A policy road map to tackle COVID-19 

#GS3  #Economy  

The interest of each and the interests of all now coincide, not only within nations but for all humanity. 

  • Policies to address the worldwide crisis brought about by COVID-19 must satisfy three criteria. First, they must aim to minimise the loss of life directly resulting from the disease, while recognising that there remain deep uncertainties about its true nature.  
  • Second, they must restore the elements of economic and social life as soon as possible, so as to avoid disastrous and lasting consequences, including for other aspects of health, schooling, food security and livelihood. An approach that values all lives must give attention to the costs as well as benefits of the lockdown, conceiving the public health comprehensively.  
  • Third, they must aim at a glide path out of the crisis, that can reasonably be projected to end it once and for all — not merely to manage it indefinitely through, for instance, periodic lockdowns. There are costs involved in starting and stopping schools and business, but beyond this, human beings need regularity to plan and act sensibly.  

An effective health system  

  • The infections which do not lead to fatalities or lasting illness must be treated as on balance desirable, when determining the right balance of policies. This recognises a central trade-off — avoiding infection versus gaining possible population-level immunity.   
  • Reducing the flow of persons who get the disease in each moment diminishes the stock of those who have been exposed, which extends the duration of vulnerability of society.   
  • Due to different circumstances, the appropriate strategies for protecting life may vary across countries even when the end is the same.  
  • The policies must make a link between restoration of economic output and adequate investment in containing, indeed ending, and the disease. This means that costs of vaccine development, mass testing and other measures attacking the disease must be viewed as enjoying a healthy societal return.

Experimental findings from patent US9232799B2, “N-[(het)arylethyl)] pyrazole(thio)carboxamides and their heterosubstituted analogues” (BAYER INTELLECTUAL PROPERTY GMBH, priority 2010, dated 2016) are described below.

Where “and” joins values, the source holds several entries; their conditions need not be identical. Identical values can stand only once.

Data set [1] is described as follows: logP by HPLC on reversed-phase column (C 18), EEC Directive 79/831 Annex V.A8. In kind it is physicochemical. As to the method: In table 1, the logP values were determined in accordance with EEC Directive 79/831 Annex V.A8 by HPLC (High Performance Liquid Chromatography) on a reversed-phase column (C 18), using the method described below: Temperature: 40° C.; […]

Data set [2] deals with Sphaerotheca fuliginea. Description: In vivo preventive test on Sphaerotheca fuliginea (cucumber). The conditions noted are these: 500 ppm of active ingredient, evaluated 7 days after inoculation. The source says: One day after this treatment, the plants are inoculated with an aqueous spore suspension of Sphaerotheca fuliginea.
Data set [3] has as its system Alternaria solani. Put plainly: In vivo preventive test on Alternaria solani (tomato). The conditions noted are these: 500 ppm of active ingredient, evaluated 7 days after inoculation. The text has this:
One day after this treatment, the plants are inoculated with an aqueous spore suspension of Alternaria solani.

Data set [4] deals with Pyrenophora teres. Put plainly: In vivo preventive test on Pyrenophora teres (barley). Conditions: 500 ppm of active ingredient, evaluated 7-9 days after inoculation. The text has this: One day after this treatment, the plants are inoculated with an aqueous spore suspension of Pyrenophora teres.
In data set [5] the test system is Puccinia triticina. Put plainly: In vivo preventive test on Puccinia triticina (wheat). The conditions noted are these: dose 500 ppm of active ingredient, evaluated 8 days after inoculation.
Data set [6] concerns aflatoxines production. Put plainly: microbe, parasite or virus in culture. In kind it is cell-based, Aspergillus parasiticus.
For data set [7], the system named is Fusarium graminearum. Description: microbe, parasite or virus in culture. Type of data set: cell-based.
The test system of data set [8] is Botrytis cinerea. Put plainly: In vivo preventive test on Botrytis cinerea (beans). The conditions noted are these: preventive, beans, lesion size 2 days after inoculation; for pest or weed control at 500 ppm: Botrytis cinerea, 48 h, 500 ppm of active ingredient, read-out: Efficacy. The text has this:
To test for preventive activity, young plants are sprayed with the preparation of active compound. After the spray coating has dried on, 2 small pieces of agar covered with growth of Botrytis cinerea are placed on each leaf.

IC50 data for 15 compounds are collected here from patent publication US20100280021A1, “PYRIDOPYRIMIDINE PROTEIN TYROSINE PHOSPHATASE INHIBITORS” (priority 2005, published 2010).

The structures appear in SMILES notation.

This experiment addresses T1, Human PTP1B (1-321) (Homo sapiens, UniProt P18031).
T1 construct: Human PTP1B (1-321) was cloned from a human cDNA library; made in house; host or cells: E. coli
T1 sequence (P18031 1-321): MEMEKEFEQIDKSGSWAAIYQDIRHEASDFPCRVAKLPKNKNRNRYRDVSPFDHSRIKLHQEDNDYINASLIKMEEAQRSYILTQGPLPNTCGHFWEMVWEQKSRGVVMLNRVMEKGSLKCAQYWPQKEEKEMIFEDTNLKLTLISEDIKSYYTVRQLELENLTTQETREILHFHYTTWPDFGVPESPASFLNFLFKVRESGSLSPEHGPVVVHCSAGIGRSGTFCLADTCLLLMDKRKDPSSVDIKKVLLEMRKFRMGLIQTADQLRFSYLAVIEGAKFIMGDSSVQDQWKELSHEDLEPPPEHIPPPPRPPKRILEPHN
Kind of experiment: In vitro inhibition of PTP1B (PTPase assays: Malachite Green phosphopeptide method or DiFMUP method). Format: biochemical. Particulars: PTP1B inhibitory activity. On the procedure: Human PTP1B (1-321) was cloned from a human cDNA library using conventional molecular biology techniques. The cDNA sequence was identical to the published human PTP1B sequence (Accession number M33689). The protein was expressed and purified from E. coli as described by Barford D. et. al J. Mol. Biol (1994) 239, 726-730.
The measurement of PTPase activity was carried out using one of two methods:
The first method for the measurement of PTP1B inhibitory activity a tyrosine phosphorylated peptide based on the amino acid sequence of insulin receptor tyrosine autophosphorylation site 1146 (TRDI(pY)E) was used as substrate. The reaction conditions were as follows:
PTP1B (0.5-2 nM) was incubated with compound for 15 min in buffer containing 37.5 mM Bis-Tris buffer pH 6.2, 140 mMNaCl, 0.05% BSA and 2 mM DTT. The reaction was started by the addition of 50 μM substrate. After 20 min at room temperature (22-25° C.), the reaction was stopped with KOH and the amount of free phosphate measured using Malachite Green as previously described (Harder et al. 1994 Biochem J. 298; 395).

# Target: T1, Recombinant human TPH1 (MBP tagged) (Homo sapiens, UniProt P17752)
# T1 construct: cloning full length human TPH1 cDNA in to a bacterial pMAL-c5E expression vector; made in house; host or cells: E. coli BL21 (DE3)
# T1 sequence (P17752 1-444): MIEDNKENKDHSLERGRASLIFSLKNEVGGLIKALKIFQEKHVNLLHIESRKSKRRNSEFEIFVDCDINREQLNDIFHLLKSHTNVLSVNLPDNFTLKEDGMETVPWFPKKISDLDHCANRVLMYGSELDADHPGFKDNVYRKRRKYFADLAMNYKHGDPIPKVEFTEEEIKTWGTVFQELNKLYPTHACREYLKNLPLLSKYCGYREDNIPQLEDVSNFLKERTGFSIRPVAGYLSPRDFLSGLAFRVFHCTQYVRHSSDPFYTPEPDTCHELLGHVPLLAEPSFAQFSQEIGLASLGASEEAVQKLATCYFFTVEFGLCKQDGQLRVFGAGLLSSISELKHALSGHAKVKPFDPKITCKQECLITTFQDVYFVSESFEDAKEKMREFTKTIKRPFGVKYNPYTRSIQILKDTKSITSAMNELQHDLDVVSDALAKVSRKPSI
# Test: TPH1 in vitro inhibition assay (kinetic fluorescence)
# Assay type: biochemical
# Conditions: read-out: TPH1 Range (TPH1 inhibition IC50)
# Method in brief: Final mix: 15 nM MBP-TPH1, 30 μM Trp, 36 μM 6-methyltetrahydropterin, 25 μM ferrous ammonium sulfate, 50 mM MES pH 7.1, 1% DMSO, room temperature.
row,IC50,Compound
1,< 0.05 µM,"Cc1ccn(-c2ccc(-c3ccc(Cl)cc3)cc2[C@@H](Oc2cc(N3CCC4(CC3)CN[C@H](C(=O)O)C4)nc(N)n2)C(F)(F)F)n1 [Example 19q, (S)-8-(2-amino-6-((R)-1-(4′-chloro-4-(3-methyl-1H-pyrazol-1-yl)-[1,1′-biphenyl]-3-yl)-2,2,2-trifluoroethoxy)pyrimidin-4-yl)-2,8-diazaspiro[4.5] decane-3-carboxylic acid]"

• The very low contributions so far to the international fund to develop a vaccine for the virus shows the scale of mismatch between the losses already incurred worldwide and likely to be incurred in the future, and investments to limit those losses.   
  • Failure to finance vaccine development is not mere free riding, but borders on suicide, since the prospective gains of individual countries would more than justify paying for the needed investment. Private firms are also being encouraged to contribute, but should agree that any breakthrough must be freely available and benefit all.   

Smart policies  

  • ‘Smart’ design of policies can permit restoration of economic and social life. Such policies should be designed and targeted to allow lower-risk segments of the population to return to daily activities, while protecting higher-risk ones.   
  • For instance, systematic collection of test results and other data can be used to manage. Financial compensation for lost earnings, and in-kind support to limit social contacts, such as services to deliver essential goods to the home, can be provided to family members and professionals who help the elderly and vulnerable.   
  • Public infrastructure for those who have no suitable alternatives, such as residential facilities to support self-isolation where needed, can be developed. Some policy choices will be complementary, for instance because schools must reopen in order that parents can work.   
  • Public actions must enable and encourage desired behaviours, rather than restrict and punish undesired ones. Technology can play an assistive role but is no substitute for public understanding and voluntary choices, fostered by supportive public policies that remove obstacles and enhance benefits of the behaviours being sought.   
  • An approach that is effective at balancing and achieving the desired goals can and should also be democratic. The aim must be to reduce risks and manage interdependence, rather than to build walls, whether around individuals, localities or countries.  
  • The right perspective is not one of business versus life nor of life versus life, but of life and life, seeking to reconcile goals through sensible measures. The interest of each and the interests of all now coincide, not only within nations but for all humanity.  
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